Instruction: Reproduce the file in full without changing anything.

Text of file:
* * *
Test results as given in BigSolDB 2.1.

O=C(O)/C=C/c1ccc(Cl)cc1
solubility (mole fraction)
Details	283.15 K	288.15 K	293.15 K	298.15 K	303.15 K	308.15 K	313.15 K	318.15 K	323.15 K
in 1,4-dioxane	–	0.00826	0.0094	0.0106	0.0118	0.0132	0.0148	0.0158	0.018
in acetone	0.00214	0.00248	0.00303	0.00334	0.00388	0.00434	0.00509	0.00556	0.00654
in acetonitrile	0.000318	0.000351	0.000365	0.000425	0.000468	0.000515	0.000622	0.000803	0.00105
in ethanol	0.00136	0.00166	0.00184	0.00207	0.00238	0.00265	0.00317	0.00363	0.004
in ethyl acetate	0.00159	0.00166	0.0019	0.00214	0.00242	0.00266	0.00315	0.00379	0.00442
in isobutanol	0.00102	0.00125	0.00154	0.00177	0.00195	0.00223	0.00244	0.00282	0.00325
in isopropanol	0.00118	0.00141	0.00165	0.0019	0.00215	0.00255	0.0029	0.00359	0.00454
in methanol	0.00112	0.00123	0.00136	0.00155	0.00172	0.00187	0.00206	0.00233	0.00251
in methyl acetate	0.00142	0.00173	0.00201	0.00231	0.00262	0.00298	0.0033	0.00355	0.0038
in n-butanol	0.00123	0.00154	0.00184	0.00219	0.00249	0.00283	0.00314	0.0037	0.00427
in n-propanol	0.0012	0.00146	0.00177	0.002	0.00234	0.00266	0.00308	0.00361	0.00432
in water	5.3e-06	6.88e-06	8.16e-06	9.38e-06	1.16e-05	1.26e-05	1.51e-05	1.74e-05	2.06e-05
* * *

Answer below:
Test results as given in BigSolDB 2.1.

O=C(O)/C=C/c1ccc(Cl)cc1
solubility (mole fraction)
Details	283.15 K	288.15 K	293.15 K	298.15 K	303.15 K	308.15 K	313.15 K	318.15 K	323.15 K
in 1,4-dioxane	–	0.00826	0.0094	0.0106	0.0118	0.0132	0.0148	0.0158	0.018
in acetone	0.00214	0.00248	0.00303	0.00334	0.00388	0.00434	0.00509	0.00556	0.00654
in acetonitrile	0.000318	0.000351	0.000365	0.000425	0.000468	0.000515	0.000622	0.000803	0.00105
in ethanol	0.00136	0.00166	0.00184	0.00207	0.00238	0.00265	0.00317	0.00363	0.004
in ethyl acetate	0.00159	0.00166	0.0019	0.00214	0.00242	0.00266	0.00315	0.00379	0.00442
in isobutanol	0.00102	0.00125	0.00154	0.00177	0.00195	0.00223	0.00244	0.00282	0.00325
in isopropanol	0.00118	0.00141	0.00165	0.0019	0.00215	0.00255	0.0029	0.00359	0.00454
in methanol	0.00112	0.00123	0.00136	0.00155	0.00172	0.00187	0.00206	0.00233	0.00251
in methyl acetate	0.00142	0.00173	0.00201	0.00231	0.00262	0.00298	0.0033	0.00355	0.0038
in n-butanol	0.00123	0.00154	0.00184	0.00219	0.00249	0.00283	0.00314	0.0037	0.00427
in n-propanol	0.0012	0.00146	0.00177	0.002	0.00234	0.00266	0.00308	0.00361	0.00432
in water	5.3e-06	6.88e-06	8.16e-06	9.38e-06	1.16e-05	1.26e-05	1.51e-05	1.74e-05	2.06e-05